In Europe there is a following for 'ambisonics'. This form of encoding can theoretically reproduce the correct sound image (spacial locations of sources in the sound field), but the loudspeaker arrangement is not generally desirable at positions above the listener in the front. In addition, the listening area for correct imaging is very limited as in the case for stereo. This dependance on precise loacations in the listening space makes ambisonics (in general) not very interesting (since it lacks enough channels without using enhancement) nor robust. The LCRS format of SS can be effects driven as in movie program which is intentionally bigger than life, or artistic in presentation such as the new Spies II CD from Telarc.
The Stereosurround format requires three front loudspeaker of the same type (all alike) to achieve uniform sound fields and good imaging. Generally the front speakers should be split into satellite and subwoofer systems since full range systems (30 Hz to 20000 Hz in one unit) are too large for three font speakers in average size rooms, and a large system at the front_center position can be difficult to position with a large screen for video playback. This is the reason 'sub-woofer' systems have evolved in combination with satellite loudspeakers for the 80 Hz to 20000 Hz range. For best performance the subwoofer should cross-over to the full range system between 80 Hz to 100 Hz with fourth order slopes on both high-pass and low-pass filters. The best systems accomplish this cross-over electronically.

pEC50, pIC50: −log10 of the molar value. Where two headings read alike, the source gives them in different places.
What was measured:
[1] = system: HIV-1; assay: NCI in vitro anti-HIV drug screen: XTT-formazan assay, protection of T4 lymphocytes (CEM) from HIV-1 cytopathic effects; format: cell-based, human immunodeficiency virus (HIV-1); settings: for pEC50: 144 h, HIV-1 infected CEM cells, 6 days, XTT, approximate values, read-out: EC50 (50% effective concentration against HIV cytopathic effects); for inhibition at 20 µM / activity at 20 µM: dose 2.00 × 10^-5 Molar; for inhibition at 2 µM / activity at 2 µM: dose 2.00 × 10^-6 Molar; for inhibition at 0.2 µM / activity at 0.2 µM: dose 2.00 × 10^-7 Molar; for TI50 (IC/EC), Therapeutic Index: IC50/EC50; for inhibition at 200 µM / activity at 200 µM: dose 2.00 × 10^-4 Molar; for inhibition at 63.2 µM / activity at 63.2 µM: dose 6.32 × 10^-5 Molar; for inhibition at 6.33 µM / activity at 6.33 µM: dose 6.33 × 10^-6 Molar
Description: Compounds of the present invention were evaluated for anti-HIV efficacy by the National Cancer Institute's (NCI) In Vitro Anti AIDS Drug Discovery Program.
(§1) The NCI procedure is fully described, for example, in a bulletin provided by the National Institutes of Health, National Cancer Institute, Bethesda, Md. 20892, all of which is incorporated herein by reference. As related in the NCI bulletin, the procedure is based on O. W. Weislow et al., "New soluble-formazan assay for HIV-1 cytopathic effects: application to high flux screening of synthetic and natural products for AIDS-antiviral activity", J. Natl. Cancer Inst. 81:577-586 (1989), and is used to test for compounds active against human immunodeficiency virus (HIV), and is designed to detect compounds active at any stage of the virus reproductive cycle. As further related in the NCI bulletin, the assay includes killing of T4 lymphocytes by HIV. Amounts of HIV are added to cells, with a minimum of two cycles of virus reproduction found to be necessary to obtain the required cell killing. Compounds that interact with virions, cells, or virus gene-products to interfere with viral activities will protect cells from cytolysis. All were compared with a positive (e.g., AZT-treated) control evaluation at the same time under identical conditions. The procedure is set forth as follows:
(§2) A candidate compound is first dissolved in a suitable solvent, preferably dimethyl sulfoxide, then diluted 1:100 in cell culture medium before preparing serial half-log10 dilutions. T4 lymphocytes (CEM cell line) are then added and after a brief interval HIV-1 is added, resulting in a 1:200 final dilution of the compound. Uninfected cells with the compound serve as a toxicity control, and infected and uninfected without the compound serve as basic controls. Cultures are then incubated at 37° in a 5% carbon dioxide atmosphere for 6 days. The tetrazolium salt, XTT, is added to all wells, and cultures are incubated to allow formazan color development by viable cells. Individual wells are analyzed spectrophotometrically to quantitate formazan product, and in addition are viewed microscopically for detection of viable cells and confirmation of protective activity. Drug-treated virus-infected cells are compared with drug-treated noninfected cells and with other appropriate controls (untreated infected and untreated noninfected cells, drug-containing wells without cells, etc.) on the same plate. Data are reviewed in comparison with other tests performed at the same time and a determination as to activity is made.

Another note on electronics; the better quality decoders provide six output channels: left, center, right, left surround, right surround, and subwoofer, which drive amplifiers and then loudspeakers. A master level (volume) control should work on all channels simultaneously, but each channel should be capable of a small level 'tweak' adjustment to align the system level so that the total SPL over the primary listening area in the room has equal contributions from all channels. DPL decoders require a build-in shaped noise source for this function which rotates between channels automatically. All power amplifier channels are set at equal gain unless room errors can not be controlled by decoder tweaks. The finest SS systems may use room equalization on the individual channels but only after the decoder (LCRS outputs) and never on the decoder inputs.